The 2018 theme for this year’s International Women’s Day is #PressForProgress, with the organisers of the movement describing how “While we know that gender parity won't happen overnight, the good news is that across the world women are making positive gains day by day…there’s indeed a very strong and growing global movement of advocacy, activism and support”.
Despite significant economic progress in India, there are gaping inequalities, and these inequalities are further pronounced for women. A flagship report from UN Women shows that a young woman from a poor, rural household in India is 5.1 times as likely to be forced into child marriage and 21.8 times more likely to have never attended school than women from wealthier, urban areas.
The report goes on to say that the average Dalit woman in India dies 14.6 years younger than women from higher castes. The main focus of our work in India is to use education to break the cycle of caste discrimination for Dalit communities in Bihar State. The two partner organisations we work with are not only lead by women, but ensure that the women they work with are encouraged, supported and given positive opportunities.
Varsha Jawelgekar who leads the work of Parivartan Kendra in the rural communities outside Patna says “There are hundreds of women and girls who have come into contact with Parivartan Kendra (PK) and it has changed their lives. Half of our team are women and 98% are from Dalit communities. They were all mentored to become volunteers and slowly given the opportunity to work as staff”.
Sr Veena Jacob, founder of Navjeevan Educational and Social Welfare Centre (NESWC), heads up activities in the urban areas of Patna. She describes how “Women and girls believed that their situations couldn’t be changed but now, after working with them, they have begun to believe that if they are given the right opportunities, change is possible”.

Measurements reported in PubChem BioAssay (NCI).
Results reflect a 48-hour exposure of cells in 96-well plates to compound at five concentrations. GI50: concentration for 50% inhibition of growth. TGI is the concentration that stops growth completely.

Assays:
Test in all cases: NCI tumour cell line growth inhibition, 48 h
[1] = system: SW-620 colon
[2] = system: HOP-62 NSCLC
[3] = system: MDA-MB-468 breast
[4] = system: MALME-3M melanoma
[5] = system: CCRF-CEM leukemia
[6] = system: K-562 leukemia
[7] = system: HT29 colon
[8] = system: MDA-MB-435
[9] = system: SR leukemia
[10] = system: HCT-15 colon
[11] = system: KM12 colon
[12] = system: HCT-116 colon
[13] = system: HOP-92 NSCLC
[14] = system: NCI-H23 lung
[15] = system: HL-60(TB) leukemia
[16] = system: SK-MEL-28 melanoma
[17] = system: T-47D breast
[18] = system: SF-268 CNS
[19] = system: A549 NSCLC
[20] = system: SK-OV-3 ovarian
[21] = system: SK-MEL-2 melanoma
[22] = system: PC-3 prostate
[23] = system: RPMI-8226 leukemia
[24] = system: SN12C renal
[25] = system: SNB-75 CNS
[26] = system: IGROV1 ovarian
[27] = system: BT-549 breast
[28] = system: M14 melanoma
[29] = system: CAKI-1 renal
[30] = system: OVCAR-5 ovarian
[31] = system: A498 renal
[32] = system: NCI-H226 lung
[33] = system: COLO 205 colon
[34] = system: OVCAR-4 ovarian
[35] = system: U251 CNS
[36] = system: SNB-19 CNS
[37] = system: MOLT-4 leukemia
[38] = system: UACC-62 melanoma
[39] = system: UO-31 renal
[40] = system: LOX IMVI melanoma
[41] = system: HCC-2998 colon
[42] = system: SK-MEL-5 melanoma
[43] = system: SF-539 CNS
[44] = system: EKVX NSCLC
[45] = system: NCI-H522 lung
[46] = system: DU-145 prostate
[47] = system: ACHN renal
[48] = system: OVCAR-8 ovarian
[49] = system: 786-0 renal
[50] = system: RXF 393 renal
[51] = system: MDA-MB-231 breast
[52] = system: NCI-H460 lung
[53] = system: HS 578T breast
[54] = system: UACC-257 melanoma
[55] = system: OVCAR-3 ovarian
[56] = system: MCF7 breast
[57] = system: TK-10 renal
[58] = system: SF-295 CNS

The work in Patna includes supporting Women’s Groups attached to each Learning Centre and ensuring Gender Equality classes which are creating a significant impact in areas of child marriage and discrimination against girls.
In some of the rural communities, we have seen how having women role models as teachers is broadening the perspective of the girls they teach. A group of older girls in Madhual Village described how they were previously not allowed out of the house, and often faced harassment on the way to wherever they were going. This would continue until they are married. They said ‘Now we go to school though, and we are no longer afraid because our teacher is a woman. The best thing was attending the summer camp in Patna as we had never left the village before. It made us feel free and now we dance in the open and at each others houses!’
With a third organisation on the border of Nepal, we also support women and children to escape prostitution and trafficking, by supporting the provision of vocational education. Without this type of training, the girls report that the overwhelming expectation upon them is to work in the sex trade by age 18 or sometimes younger. For this reason, the sewing skills programme provides a critical way out of prostitution for 30 women each year.
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